Crime and Punishment, Part One - from "Old Timers' Tales" by Edith Moore Jarrett
Museum founder and author, Edith Moore Jarrett, holding the leg irons in front of the Museum's boxcar
Boxcars used to come in handy. Fillmore’s first depot was a boxcar. The second we used one for was a jail, and not the inside of it either. John Galvin, our city attorney for so long, used to say that the first thing he saw when he got off the train here was a fellow chained to a boxcar on the siding. No jail. The constable just hadn’t yet gotten around to taking the prisoner to the nearest one in Ventura. The third use we found for a boxcar is the 1953 model now parked on a bit of track to serve as the Museum annex [now used for storage for the Museum].
But back to the jail in this tale of early crime and punishment. Our first one, about 1902, was a shaky thing of wood, and any thirsty prisoner could rip off a board and escape. The handcuffs and leg irons Gerald Howard found under the family home on Ventura Street near the jail site are now a mystery item in the Museum, and it’s fun to think that maybe some escaping prisoner threw them there as he lit out for home and mother., Don’t ask how he got them off.
Our second jail, about 10’ by 10’, was of concrete and stood south of the Bungalow In site where the senior citizen’s housing complex is now [Fillmore and Santa Clara Streets]. The door swung open when it wasn’t occupied, and little boys would play in it. There was a window so sympathetic friends of the prisoner – usually picked up for being drunk in dry Fillmore – could pass him some hair of the dog that bit him.
When the jail, called the “cooler,” the “calaboose,” or the “skookum house,” acquired customers, their names might be casually mentioned in the next issue of the local weekly along with the society items. A drunk could get “$10 or 10 days” – or maybe 4 – and usually chose days because he had more day than dollars.
In 1916, our “new Marshal Cotton” made the Christmas edition by arresting “two bibulous men shooting it up at Mountain View and Main.” One of them, when he had done his days, “took the first Southern Pacific gondola that came by to get the quickest transportation out.”
We had one belligerent old settler who was jailed so often for fighting with his neighbors that Judge Barnes, who officiated from 1911 to 1927, made him post a peace bond of $500 to cool him off, since the “cooler” couldn’t seem to do it.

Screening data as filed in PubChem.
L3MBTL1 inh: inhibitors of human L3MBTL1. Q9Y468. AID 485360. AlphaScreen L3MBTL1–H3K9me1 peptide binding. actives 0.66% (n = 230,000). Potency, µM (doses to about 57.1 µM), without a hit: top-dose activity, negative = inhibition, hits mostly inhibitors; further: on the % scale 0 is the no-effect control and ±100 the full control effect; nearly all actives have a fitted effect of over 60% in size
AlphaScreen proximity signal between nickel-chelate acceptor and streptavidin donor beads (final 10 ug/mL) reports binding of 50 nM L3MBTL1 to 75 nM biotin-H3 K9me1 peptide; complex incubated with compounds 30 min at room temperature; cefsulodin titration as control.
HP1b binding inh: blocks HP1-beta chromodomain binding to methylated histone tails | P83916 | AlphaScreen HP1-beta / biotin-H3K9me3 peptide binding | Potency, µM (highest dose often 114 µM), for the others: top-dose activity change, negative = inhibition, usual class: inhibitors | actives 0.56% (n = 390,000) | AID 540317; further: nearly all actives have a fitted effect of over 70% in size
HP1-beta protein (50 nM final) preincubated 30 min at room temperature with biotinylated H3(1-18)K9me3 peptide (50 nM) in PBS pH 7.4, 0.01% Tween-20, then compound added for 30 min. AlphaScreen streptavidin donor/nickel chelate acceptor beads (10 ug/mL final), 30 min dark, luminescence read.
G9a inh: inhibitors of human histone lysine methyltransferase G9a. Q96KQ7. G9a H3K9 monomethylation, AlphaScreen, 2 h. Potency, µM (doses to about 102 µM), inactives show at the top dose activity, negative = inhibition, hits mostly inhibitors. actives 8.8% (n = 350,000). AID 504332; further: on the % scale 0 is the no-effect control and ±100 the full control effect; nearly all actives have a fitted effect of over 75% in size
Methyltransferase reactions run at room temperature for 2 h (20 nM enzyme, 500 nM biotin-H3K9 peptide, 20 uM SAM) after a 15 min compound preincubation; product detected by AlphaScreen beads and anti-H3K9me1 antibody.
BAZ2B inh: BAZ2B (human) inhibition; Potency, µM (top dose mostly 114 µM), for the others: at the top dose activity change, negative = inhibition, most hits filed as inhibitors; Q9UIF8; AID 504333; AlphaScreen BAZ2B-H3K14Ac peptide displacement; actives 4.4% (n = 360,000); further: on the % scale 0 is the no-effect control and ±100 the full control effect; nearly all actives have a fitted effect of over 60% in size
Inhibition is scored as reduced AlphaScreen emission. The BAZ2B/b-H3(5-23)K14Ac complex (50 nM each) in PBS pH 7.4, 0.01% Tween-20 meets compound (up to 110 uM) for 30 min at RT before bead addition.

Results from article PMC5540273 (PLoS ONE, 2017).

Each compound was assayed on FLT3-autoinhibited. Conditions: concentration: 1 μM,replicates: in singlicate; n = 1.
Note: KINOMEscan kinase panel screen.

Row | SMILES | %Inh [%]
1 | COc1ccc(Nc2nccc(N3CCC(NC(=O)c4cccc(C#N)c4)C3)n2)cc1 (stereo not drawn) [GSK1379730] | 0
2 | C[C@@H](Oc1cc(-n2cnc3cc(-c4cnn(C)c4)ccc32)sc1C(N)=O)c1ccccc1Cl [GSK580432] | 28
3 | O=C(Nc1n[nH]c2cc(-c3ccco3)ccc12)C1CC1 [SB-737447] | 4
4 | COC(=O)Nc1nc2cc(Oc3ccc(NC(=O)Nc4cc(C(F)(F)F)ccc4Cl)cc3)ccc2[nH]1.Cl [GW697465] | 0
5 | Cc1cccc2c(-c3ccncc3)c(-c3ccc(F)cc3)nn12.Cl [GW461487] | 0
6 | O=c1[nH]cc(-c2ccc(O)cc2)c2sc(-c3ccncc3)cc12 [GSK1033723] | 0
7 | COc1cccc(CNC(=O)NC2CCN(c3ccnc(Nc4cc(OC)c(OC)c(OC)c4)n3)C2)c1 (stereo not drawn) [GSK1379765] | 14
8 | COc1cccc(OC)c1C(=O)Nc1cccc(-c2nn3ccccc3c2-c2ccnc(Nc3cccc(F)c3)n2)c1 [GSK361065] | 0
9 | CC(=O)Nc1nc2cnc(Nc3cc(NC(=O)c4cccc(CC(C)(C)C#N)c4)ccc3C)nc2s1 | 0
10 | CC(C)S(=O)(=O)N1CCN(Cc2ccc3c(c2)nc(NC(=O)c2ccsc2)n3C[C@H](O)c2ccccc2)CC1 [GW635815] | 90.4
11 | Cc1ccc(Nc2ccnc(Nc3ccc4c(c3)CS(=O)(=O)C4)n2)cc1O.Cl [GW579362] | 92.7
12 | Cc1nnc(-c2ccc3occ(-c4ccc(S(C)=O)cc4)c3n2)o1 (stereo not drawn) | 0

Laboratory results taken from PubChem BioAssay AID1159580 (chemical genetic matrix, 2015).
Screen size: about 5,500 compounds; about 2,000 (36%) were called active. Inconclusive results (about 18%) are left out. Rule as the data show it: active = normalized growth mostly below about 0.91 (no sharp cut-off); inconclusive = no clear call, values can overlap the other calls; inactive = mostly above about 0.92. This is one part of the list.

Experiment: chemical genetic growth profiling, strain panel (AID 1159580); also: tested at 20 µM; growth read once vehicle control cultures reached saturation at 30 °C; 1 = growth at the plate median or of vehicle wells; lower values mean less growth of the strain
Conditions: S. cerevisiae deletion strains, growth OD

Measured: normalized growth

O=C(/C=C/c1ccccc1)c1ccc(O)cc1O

We tied our pre-auto horses to the hitching racks, where anyone could untie them, and walked away. Didn’t even have to take a key out of an ignition. One time in 1911 four teen-age boys wandered in from Los Angeles and were laughing about these “hayseeds” who rode in buggies instead of streetcars. It gave them an idea. They just selected a rig, untied the horse, and took off toward Santa Paula. Someone called Constable Jack Trotter, and with the fastest horse in his livery stable, he caught up with them out by the Rancho Sespe, gave them a little advice with his six-shooter, and took them to the state reformatory in Whittier on the next train.
If the constable wished, instead of arresting a stranger, he might give him a “floater” out of town for a year or warn him never to come back at all. The fellows running a “blind pig” up in the hills above the [former] Elkins Golf Course got the works. Somebody had found a long black hair in “his soothing syrup” and didn’t like it.
Besides the arrest for over-drinking, our cars caused some adult delinquency, even if in 1916 the whole county had only 1,510 autos or “machines” as we called them. Those cars all had “cutouts” that disconnected the mufflers to give a bit more power, so it was a great temptation to use them. This was a no-no in town, and the price for a little cheerful noise was $5 or 5 days. When Mack Wooldridge of the Orange Leaf Café drove in 1915 Hupmobile down Central with the cutout open, he paid his $5 happily, remarking, to quote the Herald, “that sound is music to my ears and worth every cent of it,”
But when a city dad did it that same year, Judge Barnes decreed that the fine should be $7 instead of $5, “because a city lawmaker should set a good example for the rest of us.”
And when the high school’s “manual training” teacher rode his bike downtown after dark with no lights, the Daily Sun reported that it cost him $2.50. No choice of 2 ½ days instead. He had to be in school.
Young men in their car in front of the Orange Leaf Cafe